1990s and early years of this century that private sector supply agency companies
moved into the education market to help schools meet their staffing needs. Later, these
companies were joined by some LEAs and schools, either operating on their own or in
partnership with a private sector company.

There is no doubt that a number of factors on the supply side of the equation also helped
boost the recruitment of teachers from overseas into the labour market in England.
Firstly, teaching was already becoming a more global profession with the growth in the
international school movement serving the expatriate market worldwide. Secondly,
schools were becoming more cosmopolitan as society in England, especially in the
urban areas, became more multicultural. Thirdly, the growth in technology and especially
the Internet, helped make communications much easier than in the past. The
development of cheap global travel also undoubtedly provided an additional incentive to
travel.

However, although the general pattern of overseas recruitment is well known, the details
are not always well documented. It was not until the publication of the January 2003 data
on „Teachers In Service‟ that OTTs were identified for the first time by the DfES. Even
then, they were part of a category that also included „Instructors without Qualified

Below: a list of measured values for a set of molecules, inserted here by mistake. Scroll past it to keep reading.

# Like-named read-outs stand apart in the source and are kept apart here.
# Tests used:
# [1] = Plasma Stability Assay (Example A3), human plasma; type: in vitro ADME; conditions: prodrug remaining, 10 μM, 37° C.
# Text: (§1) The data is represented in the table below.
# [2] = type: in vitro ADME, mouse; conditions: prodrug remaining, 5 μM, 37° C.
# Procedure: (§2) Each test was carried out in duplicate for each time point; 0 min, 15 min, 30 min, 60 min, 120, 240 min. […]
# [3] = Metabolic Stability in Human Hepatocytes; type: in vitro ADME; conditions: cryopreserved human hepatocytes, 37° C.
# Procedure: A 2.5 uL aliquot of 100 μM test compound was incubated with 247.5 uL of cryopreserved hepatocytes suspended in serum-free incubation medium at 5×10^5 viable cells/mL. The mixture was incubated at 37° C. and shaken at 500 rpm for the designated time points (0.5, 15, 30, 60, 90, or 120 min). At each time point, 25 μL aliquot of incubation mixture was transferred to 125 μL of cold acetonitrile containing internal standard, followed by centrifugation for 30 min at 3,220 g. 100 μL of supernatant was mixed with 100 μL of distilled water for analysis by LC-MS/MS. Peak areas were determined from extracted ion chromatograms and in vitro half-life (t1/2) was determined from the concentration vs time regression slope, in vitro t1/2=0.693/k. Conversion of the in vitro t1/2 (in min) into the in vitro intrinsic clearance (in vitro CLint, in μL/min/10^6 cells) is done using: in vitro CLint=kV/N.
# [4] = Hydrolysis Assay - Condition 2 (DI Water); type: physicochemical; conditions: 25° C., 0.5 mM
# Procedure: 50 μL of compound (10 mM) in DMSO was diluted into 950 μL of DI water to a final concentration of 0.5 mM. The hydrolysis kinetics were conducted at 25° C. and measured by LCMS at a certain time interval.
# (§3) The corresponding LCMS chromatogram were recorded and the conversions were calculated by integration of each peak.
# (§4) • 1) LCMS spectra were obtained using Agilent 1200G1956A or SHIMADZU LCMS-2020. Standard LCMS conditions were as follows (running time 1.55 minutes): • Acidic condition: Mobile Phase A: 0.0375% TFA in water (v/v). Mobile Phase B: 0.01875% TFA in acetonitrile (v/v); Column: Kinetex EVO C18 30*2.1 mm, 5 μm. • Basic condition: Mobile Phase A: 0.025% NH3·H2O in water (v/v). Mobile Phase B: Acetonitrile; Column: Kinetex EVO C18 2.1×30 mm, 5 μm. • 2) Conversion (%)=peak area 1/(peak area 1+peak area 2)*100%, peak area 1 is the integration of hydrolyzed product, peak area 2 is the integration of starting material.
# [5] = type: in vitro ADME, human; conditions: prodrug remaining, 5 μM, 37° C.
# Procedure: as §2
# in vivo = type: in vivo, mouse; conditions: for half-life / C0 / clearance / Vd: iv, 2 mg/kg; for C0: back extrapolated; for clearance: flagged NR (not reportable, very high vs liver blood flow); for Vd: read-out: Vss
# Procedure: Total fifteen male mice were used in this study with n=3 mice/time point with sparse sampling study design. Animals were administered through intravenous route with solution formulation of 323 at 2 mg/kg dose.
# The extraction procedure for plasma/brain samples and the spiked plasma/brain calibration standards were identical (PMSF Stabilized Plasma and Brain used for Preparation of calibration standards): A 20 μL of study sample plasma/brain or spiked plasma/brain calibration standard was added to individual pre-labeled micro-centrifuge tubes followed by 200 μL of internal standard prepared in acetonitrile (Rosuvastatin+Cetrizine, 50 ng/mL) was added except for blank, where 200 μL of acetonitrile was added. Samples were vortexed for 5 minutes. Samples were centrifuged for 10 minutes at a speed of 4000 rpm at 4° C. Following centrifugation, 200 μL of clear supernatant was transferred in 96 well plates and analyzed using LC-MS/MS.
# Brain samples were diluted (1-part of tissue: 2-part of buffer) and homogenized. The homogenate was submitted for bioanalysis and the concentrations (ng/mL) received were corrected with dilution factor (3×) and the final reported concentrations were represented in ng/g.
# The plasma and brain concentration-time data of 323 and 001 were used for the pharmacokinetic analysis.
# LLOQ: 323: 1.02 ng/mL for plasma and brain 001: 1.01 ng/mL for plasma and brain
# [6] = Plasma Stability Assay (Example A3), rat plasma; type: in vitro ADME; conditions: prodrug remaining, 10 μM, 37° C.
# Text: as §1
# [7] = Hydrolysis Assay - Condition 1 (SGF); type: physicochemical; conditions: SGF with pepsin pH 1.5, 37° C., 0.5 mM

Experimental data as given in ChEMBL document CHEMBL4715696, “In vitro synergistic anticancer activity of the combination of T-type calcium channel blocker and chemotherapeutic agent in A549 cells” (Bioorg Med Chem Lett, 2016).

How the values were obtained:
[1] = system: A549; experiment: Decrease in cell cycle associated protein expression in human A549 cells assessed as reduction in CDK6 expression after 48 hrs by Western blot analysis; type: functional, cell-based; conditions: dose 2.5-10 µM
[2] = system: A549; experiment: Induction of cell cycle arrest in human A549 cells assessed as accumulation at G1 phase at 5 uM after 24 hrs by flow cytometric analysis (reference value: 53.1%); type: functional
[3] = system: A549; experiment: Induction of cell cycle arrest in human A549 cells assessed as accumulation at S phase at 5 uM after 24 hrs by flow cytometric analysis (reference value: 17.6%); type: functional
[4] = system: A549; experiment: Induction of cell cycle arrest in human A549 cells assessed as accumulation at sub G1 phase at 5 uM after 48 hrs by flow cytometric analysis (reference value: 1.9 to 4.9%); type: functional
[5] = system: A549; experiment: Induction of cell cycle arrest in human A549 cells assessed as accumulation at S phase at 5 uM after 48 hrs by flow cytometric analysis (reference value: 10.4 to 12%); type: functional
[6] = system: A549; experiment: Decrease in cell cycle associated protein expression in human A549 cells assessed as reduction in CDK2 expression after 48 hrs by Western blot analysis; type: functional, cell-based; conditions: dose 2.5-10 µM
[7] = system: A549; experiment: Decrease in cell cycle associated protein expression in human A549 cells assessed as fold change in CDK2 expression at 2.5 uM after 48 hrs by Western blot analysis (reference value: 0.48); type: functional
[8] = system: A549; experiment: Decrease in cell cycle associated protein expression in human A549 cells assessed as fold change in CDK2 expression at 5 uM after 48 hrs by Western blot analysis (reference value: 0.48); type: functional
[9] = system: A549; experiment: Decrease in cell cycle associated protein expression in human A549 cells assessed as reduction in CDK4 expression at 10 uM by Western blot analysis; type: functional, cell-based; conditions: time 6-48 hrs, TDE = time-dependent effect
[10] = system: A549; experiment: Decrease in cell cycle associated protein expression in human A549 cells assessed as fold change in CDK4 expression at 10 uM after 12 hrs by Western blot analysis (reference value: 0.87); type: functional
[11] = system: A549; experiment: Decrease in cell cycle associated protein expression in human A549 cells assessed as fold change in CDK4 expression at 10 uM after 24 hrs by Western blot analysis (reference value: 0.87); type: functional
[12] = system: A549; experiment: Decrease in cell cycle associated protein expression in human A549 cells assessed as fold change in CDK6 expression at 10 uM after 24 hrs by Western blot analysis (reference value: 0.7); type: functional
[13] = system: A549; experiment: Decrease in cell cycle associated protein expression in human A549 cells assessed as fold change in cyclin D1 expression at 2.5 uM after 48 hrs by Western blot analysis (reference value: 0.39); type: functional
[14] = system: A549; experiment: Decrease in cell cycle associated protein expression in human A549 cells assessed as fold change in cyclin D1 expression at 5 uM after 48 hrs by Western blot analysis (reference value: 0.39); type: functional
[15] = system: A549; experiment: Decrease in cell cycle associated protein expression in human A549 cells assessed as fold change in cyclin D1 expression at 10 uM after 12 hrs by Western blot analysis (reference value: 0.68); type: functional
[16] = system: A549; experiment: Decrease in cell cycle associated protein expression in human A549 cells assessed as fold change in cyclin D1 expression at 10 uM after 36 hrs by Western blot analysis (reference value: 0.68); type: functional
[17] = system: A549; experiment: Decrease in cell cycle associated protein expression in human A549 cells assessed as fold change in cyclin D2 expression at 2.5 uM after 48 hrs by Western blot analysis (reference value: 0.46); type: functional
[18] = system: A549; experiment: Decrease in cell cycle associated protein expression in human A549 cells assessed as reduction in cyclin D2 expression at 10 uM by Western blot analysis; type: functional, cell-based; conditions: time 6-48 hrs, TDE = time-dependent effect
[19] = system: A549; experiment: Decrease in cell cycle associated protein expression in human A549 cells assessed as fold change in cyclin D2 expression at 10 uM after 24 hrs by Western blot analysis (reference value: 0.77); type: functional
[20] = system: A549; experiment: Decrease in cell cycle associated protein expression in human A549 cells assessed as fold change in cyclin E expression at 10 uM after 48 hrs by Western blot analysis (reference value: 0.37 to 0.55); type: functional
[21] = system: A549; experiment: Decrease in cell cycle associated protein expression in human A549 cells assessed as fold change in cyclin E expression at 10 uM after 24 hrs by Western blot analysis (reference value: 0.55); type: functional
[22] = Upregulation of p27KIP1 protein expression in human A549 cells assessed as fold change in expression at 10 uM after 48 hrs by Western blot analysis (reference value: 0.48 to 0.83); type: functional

Teacher Status (QTS)‟. Even this category did not include all overseas trained teachers
since those with automatic right to QTS, such as EU-trained teachers, were included in
the Qualified Regular Teacher numbers and those training on the OTT conversion
programme to obtain QTS were included in the numbers of „Teachers on Employment-
Based Routes to QTS‟. Thus, it would appear that no overall assessment of the number
of OTTs teaching in England in any one year could be made either by the Government
or by commentators. This differs from the situation in Scotland, where even before a
teacher can undertake supply work they must have registered with the General Teaching
Council for Scotland.

1.2 Teacher supply and recruitment
Teacher shortage is, from time to time, experienced by developing and industrialised
nations alike. One common strategy employed by relatively wealthy industrial countries
for dealing with the problem is to recruit teachers from overseas. Matching the supply of
teachers to demand is not an exact science and the costs are manifest: too few teachers
puts a strain on existing resources and too many wastes human resources.

Teacher shortages characteristically relate to factors such as: birth rate, age profile and
morale of the teaching force, and the economic cycle. An NFER survey (National
Foundation for Educational Research, 2001) of primary schools in 2000 found that just
such a complex range of factors relating to recruitment and retention combined to cause
the contemporaneous shortage of qualified teachers in England and Wales. Some
secondary subjects, such as maths, are areas of chronic shortage, but for many,
shortages come and go. Currently, we are moving into a period of oversupply of
teachers, particularly in the primary phase, resulting in part from a decrease in the
number of children of primary age. The workforce demographics are such, however, that
over 50% of teachers will retire within the next 15 years, in addition to the normal
wastage, auguring an increased demand and potentially a new period of shortage in the
not-too-distant future.

These peaks and troughs of teacher supply have opened up the market for the global